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A Conversation Larger than the Universe: Readings in Science Fiction and the Fantastic 1762–2017

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A Conversation larger than the Universe is an exhibition that will be on view at The Grolier Club in New York City from 25 January 2018 through 10 March 2018. A Conversation larger than the Universe is a history of science fiction in seventy literary artefacts and a highly personal tour through the bookshelves of Henry Wessells. The books (many signed or inscribed by their A Conversation larger than the Universe is an exhibition that will be on view at The Grolier Club in New York City from 25 January 2018 through 10 March 2018. A Conversation larger than the Universe is a history of science fiction in seventy literary artefacts and a highly personal tour through the bookshelves of Henry Wessells. The books (many signed or inscribed by their authors), magazines, manuscripts, letters, and artwork date from the mid-eighteenth century to the present and will allow the viewer to explore the ideas and people that have defined the literatures of the fantastic, from Mary Shelley and H. G. Wells to Philip K. Dick, Joanna Russ, James Tiptree, Jr., and William Gibson, as well as works by W. H. Hudson, Richard Jefferies, and others not so widely known today. Beginning with the origins of science fiction in the Gothic, this Conversation contemplates topics such as the End of the World (and After), Imaginary Voyages, Dystopia, Women Authors, Literary Innovation, Humor, the Sixties, Rock n Roll, Cyberpunk, Steampunk, and what's happening in science fiction and the fantastic right now. The exhibition adopts a broad description of Science Fiction encompassing Fantasy and Horror as well as bibliography and scholarship in the field. Foreword by John Crowley. Henry Wessells is an antiquarian bookseller in New York City and author of Another green world (2003) and Extended Range (2015). A frequent contributor to The New York Review of Science Fiction, his work has appeared in Nature, Lady Churchills Rosebud Wristlet, Wormwood, Interzone, The Washington Post Book World, and other publications. He is also editor and bibliographer of American science fiction author Avram Davidson.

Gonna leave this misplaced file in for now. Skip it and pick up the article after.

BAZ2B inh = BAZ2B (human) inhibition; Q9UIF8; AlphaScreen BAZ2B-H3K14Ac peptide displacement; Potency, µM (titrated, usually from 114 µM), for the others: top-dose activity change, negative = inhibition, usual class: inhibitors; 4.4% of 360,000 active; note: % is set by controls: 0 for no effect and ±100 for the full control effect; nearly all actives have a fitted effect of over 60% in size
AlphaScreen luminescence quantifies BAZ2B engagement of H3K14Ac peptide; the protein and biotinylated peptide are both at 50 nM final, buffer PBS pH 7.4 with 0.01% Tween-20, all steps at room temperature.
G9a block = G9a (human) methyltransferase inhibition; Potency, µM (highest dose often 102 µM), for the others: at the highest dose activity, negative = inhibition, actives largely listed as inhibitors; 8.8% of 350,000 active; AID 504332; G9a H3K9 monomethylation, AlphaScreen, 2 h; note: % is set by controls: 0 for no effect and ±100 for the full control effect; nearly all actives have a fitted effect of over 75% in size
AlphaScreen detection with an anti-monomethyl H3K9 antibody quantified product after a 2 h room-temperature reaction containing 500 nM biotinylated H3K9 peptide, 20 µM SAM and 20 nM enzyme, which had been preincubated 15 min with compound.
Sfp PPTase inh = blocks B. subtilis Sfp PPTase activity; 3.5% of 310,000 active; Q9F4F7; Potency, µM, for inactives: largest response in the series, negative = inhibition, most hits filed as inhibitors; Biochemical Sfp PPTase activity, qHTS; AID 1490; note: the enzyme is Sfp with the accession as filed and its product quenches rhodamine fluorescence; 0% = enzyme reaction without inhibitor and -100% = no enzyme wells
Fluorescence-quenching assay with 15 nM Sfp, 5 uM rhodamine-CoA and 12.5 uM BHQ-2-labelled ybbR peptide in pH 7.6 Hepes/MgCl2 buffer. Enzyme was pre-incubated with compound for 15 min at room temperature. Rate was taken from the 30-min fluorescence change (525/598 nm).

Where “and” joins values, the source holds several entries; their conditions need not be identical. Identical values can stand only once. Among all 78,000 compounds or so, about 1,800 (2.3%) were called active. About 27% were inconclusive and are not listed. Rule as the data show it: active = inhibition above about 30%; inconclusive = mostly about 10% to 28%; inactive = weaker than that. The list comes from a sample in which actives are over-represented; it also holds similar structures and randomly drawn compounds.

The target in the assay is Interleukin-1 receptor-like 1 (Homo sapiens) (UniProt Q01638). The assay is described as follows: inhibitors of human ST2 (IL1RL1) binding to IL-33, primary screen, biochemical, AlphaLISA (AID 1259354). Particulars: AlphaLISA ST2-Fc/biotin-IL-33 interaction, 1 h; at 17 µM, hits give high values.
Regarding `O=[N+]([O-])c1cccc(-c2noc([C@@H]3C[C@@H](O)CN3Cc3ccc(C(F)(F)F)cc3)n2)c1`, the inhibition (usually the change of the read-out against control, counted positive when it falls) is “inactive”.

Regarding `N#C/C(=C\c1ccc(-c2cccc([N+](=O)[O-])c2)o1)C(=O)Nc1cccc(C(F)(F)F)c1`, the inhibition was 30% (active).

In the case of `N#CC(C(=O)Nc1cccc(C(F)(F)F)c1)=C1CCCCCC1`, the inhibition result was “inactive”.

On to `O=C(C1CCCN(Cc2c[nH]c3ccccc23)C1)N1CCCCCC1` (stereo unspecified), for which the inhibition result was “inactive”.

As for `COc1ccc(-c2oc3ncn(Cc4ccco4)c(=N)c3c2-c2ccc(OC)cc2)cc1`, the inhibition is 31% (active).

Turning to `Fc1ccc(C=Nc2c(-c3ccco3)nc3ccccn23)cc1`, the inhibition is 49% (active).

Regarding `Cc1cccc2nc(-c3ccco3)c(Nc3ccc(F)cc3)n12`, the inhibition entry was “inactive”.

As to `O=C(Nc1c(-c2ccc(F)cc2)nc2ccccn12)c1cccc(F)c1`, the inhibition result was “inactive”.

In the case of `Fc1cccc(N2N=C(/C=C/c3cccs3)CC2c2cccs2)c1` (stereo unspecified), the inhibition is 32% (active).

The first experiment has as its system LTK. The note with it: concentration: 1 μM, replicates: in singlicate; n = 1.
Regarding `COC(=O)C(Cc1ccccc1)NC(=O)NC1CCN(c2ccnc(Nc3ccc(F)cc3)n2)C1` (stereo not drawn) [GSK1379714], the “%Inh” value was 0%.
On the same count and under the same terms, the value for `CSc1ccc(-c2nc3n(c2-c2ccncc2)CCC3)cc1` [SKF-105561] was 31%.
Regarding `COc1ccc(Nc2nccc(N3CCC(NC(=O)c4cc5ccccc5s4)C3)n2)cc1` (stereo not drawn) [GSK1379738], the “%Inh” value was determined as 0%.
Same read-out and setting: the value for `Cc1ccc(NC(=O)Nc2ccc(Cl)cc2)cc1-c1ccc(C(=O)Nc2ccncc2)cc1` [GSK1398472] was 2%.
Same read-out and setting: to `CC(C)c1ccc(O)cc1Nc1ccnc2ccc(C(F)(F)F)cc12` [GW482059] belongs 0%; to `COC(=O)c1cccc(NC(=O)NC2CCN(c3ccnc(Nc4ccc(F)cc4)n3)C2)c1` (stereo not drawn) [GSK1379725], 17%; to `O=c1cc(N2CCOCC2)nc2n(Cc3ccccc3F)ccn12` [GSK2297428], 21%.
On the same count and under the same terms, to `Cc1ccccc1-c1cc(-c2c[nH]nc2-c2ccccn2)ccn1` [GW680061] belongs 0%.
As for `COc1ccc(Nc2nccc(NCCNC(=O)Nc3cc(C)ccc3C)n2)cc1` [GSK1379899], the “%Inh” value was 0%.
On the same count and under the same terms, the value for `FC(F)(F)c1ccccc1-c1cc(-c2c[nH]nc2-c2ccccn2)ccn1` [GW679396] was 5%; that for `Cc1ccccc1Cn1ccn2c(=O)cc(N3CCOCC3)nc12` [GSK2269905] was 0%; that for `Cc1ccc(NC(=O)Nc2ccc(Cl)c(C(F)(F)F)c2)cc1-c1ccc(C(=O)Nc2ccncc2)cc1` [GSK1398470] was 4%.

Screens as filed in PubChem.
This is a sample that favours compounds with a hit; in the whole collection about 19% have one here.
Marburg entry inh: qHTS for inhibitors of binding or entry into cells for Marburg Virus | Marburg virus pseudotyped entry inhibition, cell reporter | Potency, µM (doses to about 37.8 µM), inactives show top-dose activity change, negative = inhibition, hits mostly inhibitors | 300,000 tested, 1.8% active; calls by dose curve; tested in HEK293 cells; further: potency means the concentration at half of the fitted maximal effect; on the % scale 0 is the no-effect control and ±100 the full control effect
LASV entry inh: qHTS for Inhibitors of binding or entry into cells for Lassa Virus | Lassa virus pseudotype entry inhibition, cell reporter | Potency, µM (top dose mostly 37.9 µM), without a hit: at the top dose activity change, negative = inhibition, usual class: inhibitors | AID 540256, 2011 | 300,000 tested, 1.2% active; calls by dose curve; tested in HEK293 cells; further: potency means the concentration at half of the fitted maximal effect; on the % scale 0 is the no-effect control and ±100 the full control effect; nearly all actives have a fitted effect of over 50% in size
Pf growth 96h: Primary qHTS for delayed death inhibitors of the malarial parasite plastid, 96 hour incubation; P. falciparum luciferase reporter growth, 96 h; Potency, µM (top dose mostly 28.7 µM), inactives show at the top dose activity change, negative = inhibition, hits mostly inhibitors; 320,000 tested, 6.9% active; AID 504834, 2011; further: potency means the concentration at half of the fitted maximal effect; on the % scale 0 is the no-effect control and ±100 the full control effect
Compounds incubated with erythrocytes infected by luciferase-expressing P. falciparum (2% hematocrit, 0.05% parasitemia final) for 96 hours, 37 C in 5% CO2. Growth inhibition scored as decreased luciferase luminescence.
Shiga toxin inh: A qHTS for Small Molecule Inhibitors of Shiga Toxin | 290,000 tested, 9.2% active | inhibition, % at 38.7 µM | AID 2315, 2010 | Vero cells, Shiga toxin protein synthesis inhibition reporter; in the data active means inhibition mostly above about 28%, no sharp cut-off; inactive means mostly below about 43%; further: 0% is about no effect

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A Conversation larger than the Universe is an exhibition that will be on view at The Grolier Club in New York City from 25 January 2018 through 10 March 2018. A Conversation larger than the Universe is a history of science fiction in seventy literary artefacts and a highly personal tour through the bookshelves of Henry Wessells. The books (many signed or inscribed by their A Conversation larger than the Universe is an exhibition that will be on view at The Grolier Club in New York City from 25 January 2018 through 10 March 2018. A Conversation larger than the Universe is a history of science fiction in seventy literary artefacts and a highly personal tour through the bookshelves of Henry Wessells. The books (many signed or inscribed by their authors), magazines, manuscripts, letters, and artwork date from the mid-eighteenth century to the present and will allow the viewer to explore the ideas and people that have defined the literatures of the fantastic, from Mary Shelley and H. G. Wells to Philip K. Dick, Joanna Russ, James Tiptree, Jr., and William Gibson, as well as works by W. H. Hudson, Richard Jefferies, and others not so widely known today. Beginning with the origins of science fiction in the Gothic, this Conversation contemplates topics such as the End of the World (and After), Imaginary Voyages, Dystopia, Women Authors, Literary Innovation, Humor, the Sixties, Rock n Roll, Cyberpunk, Steampunk, and what's happening in science fiction and the fantastic right now. The exhibition adopts a broad description of Science Fiction encompassing Fantasy and Horror as well as bibliography and scholarship in the field. Foreword by John Crowley. Henry Wessells is an antiquarian bookseller in New York City and author of Another green world (2003) and Extended Range (2015). A frequent contributor to The New York Review of Science Fiction, his work has appeared in Nature, Lady Churchills Rosebud Wristlet, Wormwood, Interzone, The Washington Post Book World, and other publications. He is also editor and bibliographer of American science fiction author Avram Davidson.